Anybody even remotely familiar with this album has heard that evidently, this was the first death metal album recorded digitally. That means nothing to me, because the production on this album is actually very decent, albeit a little quiet. The guitars sound heavy, and when they lock into a groove (which this album has in spades) it sounds glorious. The vocals, as previously mentioned sound great, and the bass does the normal thing bass guitars do in death metal, they provide a heavy backbone for the entire sound. Really the only complaint that could be leveled against the production on this album would be the fact that when the drums go to do blasts, it sounds slightly out of sync. It could be bad technique, but it's a very trivial complaint in the end considering this album isn't constant blasting. And the drums sound great everywhere else.

So, overall, this is one of those albums that you just rock the fuck out to, and forget all your cares. I'd probably recommend this to fans of Obituary, and Bolt Thrower, because of the emphasis on heavy grooves as opposed to extreme speed and technicality. Check it out.

Gets too much hate - 80%

mikey22, August 23rd, 2016

I'm going to say this honestly; this album is pretty damn good. This is one of those albums that get way too much hate. Yes, the riffs aren't overly technical, yes the vocals are comically deep, and the lyrics are pure cheese. But take it for what it's supposed to be a cheesy Cannibal Corpse, Obituary style of gory death metal and these guys are pretty good at it. The riffs on this album are heavy, and I mean damn heavy. That's one of the great things about this record. The riffs on "Devourer of Souls," "Gobblin the Guts," "Dismembered Carcass," and "Incinerated" are headbang worthy and they shred. The production on this record isn't the best (everything is quite low so you're going to have to turn it up to hear it) the guitars are very quiet sounding, and the bass is practically inaudible unless it's a bass solo, but hey the early 90's had far worse produced death metal albums. The drums are really good sounding same with Joe's vocals very deep and guttural.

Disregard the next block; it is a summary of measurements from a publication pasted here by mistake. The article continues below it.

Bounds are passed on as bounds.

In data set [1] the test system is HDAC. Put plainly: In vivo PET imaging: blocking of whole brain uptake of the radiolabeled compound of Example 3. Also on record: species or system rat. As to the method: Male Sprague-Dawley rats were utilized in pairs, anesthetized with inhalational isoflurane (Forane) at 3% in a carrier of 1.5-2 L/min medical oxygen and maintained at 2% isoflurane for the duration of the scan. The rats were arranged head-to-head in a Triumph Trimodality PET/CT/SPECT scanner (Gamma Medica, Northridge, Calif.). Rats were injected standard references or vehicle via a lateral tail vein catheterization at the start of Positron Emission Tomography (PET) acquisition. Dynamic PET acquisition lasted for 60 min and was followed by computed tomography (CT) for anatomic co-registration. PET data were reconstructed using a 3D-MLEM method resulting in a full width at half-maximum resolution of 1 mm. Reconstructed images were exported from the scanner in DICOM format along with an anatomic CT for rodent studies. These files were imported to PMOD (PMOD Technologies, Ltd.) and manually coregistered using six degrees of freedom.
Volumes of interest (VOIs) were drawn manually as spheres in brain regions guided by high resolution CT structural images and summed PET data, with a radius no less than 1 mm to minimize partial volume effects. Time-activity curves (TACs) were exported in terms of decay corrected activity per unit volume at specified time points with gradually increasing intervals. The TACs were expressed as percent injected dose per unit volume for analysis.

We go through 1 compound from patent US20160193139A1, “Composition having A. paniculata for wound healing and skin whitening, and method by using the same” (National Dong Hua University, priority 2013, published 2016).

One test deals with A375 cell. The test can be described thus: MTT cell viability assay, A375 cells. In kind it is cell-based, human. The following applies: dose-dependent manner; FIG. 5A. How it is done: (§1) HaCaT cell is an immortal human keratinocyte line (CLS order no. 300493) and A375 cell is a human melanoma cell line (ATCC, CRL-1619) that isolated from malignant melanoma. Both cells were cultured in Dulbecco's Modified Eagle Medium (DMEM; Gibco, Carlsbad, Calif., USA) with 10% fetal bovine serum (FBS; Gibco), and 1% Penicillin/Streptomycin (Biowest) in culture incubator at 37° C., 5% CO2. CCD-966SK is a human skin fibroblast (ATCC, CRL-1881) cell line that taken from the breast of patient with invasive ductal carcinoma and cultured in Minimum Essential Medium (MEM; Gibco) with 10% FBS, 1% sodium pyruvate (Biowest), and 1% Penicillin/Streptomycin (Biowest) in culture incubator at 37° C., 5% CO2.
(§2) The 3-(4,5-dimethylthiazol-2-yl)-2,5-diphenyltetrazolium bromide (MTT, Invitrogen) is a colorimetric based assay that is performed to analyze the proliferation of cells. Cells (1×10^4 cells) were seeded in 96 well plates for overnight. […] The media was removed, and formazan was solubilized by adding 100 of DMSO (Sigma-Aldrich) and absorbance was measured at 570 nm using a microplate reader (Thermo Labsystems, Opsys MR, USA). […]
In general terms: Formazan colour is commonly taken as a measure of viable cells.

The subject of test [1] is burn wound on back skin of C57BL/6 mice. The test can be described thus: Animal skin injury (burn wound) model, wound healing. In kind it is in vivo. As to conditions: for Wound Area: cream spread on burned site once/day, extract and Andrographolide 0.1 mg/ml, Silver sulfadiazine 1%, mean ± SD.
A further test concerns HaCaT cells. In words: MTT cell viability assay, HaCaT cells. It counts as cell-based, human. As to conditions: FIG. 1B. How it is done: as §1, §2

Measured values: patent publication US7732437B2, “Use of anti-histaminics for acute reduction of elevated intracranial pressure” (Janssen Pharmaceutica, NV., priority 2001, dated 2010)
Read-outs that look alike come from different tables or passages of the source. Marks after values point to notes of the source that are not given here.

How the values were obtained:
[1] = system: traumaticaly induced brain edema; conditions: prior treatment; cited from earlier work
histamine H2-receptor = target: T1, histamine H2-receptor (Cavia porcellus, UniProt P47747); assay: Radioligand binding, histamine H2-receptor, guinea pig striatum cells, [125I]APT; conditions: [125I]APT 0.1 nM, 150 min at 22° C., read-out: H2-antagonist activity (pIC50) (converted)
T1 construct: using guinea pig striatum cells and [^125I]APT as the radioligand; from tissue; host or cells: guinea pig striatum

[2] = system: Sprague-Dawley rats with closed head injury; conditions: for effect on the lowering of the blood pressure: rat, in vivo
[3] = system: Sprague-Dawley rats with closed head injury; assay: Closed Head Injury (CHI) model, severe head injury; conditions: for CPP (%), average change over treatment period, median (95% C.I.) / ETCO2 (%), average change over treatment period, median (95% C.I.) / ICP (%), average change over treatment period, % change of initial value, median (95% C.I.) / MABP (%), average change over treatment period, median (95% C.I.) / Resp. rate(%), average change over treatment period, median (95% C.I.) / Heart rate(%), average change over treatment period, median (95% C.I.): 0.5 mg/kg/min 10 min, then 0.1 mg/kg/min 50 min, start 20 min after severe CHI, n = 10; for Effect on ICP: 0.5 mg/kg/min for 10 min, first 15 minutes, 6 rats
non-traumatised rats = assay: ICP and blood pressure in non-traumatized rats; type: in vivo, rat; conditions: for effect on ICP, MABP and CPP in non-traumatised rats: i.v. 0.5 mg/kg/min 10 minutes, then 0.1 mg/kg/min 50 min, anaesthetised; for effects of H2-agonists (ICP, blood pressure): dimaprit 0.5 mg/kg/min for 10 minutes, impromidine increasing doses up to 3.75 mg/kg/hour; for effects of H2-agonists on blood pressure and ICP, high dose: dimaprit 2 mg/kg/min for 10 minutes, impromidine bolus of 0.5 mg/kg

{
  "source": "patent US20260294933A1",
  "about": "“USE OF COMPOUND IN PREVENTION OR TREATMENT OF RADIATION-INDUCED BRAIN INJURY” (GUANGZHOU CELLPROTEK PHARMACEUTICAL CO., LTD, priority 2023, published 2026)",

Joe's vocals are some of the deepest of the old school death metal era only matched by Craig Pillard, Frank Mullen, and Chris Barnes (who had depth but not much power). Joe has both depth and power so that's a plus. The bass playing is solid as well. Even though it's mostly inaudible the bass solos are tight and well executed (these guys have way more bass solos then a majority of death metal bands). The guitar riffs are like a full steam freight train coming at you at full speed; you will be crushed with the force and power these guys bring to the table. Brian Griffin plays the more complex guitar riffs while Jeremy Wagner plays the more straightforward brutal death metal riffs, it's a pretty good mix-up of the two. This is easily one of the heaviest old school death metal albums only matched by Suffocation, Cannibal Corpse, and Incantation. This is also one of the earliest examples of brutal death metal with the thrash elements taken out and replaced by grind blast beats and slower sections.

The drums are definitely the highlight of the record though. Ryan Stanek has very tight, fast blast beats, and he can play a very mean slow groove. Also his fills were great as well. Ryan unfortunately passed away last year so we will never be able to hear him play again, may he R.I.P. Now we will talk about the negatives; the bass is mostly inaudible unless it's a solo. The vocals also reach a level of monotony, while they’re deep and powerful but they never really change vocal pitch and they're rather repetitive. The lyrics are extremely cheesy so don't go in expecting Carcass or Immolation style sophistication, expect B grade movie horror movie lyrics. Another con which really brings down the record for me is the very low sound. If only they made the guitars crunchier and in your face instead of being so low in the decibel range then I would rate it above 90, but it will be a low B grade as of now. Another con is the fact that the original album cover just sucks, the Metal Blade reissue is far better though. Other than that the music is pretty good.